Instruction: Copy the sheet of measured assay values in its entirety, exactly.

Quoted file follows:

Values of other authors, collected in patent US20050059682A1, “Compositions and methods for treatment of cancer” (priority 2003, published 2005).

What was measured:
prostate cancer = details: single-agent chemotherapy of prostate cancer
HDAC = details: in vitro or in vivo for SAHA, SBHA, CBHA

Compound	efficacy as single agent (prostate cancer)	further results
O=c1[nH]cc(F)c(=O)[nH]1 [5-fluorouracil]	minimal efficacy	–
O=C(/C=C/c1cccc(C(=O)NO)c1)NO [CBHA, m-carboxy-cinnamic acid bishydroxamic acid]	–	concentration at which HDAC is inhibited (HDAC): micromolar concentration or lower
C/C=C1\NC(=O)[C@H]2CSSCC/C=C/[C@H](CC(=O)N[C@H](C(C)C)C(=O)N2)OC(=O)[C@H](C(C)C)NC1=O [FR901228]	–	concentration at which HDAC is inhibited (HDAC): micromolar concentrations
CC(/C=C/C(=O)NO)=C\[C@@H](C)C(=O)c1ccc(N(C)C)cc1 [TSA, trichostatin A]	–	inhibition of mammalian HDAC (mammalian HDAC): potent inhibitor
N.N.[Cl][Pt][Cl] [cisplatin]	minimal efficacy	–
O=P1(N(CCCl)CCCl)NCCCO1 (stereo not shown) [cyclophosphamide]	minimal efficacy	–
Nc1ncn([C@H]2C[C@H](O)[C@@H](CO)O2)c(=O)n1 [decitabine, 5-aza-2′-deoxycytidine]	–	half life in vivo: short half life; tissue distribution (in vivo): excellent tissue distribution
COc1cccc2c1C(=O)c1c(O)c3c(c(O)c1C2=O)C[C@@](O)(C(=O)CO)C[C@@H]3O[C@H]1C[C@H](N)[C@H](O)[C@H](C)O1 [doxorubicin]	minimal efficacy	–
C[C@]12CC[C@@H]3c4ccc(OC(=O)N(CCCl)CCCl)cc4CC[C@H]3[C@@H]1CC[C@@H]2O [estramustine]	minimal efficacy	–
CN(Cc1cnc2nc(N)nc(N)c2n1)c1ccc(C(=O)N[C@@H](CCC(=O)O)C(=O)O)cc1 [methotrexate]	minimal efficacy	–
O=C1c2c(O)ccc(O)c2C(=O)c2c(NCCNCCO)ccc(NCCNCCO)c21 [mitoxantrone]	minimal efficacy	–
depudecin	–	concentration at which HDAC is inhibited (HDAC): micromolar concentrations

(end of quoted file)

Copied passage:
Values of other authors, collected in patent US20050059682A1, “Compositions and methods for treatment of cancer” (priority 2003, published 2005).

What was measured:
prostate cancer = details: single-agent chemotherapy of prostate cancer
HDAC = details: in vitro or in vivo for SAHA, SBHA, CBHA

Compound	efficacy as single agent (prostate cancer)	further results
O=c1[nH]cc(F)c(=O)[nH]1 [5-fluorouracil]	minimal efficacy	–
O=C(/C=C/c1cccc(C(=O)NO)c1)NO [CBHA, m-carboxy-cinnamic acid bishydroxamic acid]	–	concentration at which HDAC is inhibited (HDAC): micromolar concentration or lower
C/C=C1\NC(=O)[C@H]2CSSCC/C=C/[C@H](CC(=O)N[C@H](C(C)C)C(=O)N2)OC(=O)[C@H](C(C)C)NC1=O [FR901228]	–	concentration at which HDAC is inhibited (HDAC): micromolar concentrations
CC(/C=C/C(=O)NO)=C\[C@@H](C)C(=O)c1ccc(N(C)C)cc1 [TSA, trichostatin A]	–	inhibition of mammalian HDAC (mammalian HDAC): potent inhibitor
N.N.[Cl][Pt][Cl] [cisplatin]	minimal efficacy	–
O=P1(N(CCCl)CCCl)NCCCO1 (stereo not shown) [cyclophosphamide]	minimal efficacy	–
Nc1ncn([C@H]2C[C@H](O)[C@@H](CO)O2)c(=O)n1 [decitabine, 5-aza-2′-deoxycytidine]	–	half life in vivo: short half life; tissue distribution (in vivo): excellent tissue distribution
COc1cccc2c1C(=O)c1c(O)c3c(c(O)c1C2=O)C[C@@](O)(C(=O)CO)C[C@@H]3O[C@H]1C[C@H](N)[C@H](O)[C@H](C)O1 [doxorubicin]	minimal efficacy	–
C[C@]12CC[C@@H]3c4ccc(OC(=O)N(CCCl)CCCl)cc4CC[C@H]3[C@@H]1CC[C@@H]2O [estramustine]	minimal efficacy	–
CN(Cc1cnc2nc(N)nc(N)c2n1)c1ccc(C(=O)N[C@@H](CCC(=O)O)C(=O)O)cc1 [methotrexate]	minimal efficacy	–
O=C1c2c(O)ccc(O)c2C(=O)c2c(NCCNCCO)ccc(NCCNCCO)c21 [mitoxantrone]	minimal efficacy	–
depudecin	–	concentration at which HDAC is inhibited (HDAC): micromolar concentrations